Video game footage.


People are sharing ‘ARMA 3’ videogame clips as if they’re real footage from Ukraine

Combat footage from 'ARMA 3' is a recurring fake news meme.


Gavia Baker-Whitelaw

Internet Culture

Posted on Feb 24, 2022   Updated on Feb 24, 2022, 12:20 pm CST

As Russian forces invade Ukraine, misinformation and fake news are spreading fast online. One particularly egregious example involves footage from the 2013 tactical shooter game ARMA 3.

All over social media, you’ll find recent videos purporting to show Russian military operations in Ukraine. Some are genuine, but many are either unverified or downright fake. Over in the fake zone, several Twitter users have shared viral clips of aerial combat scenes from ARMA 3, labeled as if they’re real updates from Ukraine:

Multiple accounts have reposted the same ARMA 3 clip today, garnering thousands of retweets. The video has even made its way onto an Indian news channel. It’s an unfortunate example of how quickly false information can spread online—and it’s not the first time this has happened with ARMA 3. In fact, ARMA 3-related hoaxes are now a grim sort of meme.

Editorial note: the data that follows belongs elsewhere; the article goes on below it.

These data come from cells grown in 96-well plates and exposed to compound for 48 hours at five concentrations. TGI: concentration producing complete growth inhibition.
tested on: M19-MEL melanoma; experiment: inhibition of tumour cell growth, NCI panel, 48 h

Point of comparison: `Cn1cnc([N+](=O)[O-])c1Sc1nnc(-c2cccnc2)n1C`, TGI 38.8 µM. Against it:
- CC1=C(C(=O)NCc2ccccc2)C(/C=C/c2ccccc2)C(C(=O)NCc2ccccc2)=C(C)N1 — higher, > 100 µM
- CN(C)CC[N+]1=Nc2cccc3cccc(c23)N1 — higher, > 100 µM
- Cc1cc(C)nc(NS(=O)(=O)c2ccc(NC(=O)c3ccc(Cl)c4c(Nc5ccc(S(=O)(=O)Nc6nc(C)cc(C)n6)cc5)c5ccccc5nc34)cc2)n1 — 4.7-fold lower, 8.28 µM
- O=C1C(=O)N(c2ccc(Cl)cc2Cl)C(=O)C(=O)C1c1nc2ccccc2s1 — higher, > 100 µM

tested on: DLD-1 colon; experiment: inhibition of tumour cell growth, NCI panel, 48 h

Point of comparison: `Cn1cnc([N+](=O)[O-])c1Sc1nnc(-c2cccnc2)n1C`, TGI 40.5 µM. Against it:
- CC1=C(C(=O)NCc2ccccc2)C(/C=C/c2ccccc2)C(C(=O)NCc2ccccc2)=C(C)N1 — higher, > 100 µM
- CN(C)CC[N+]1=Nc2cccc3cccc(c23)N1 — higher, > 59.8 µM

In 2018, Russian state TV aired an ARMA 3 clip as if it was real footage of an airstrike in Syria. And last year, an Indian news show used ARMA 3 footage as “proof” that Pakistani forces were bombing Afghanistan. Meanwhile, on social media, ARMA 3 is a perennial favorite among people creating hoax content about military actions, including fake Israeli defense systems and missile launches in Iran.

ARMA 3 features realistic graphics and terrain, and while high-definition gameplay footage is visibly recognizable as a videogame, the same can’t be said of lower-quality clips. People are being fooled by these viral “Ukraine” clips because they combine plausibility with cinematic action. In other words, they look more exciting than the real thing. They’re temptingly shareable, and therefore very effective as misinformation.

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*First Published: Feb 24, 2022, 11:45 am CST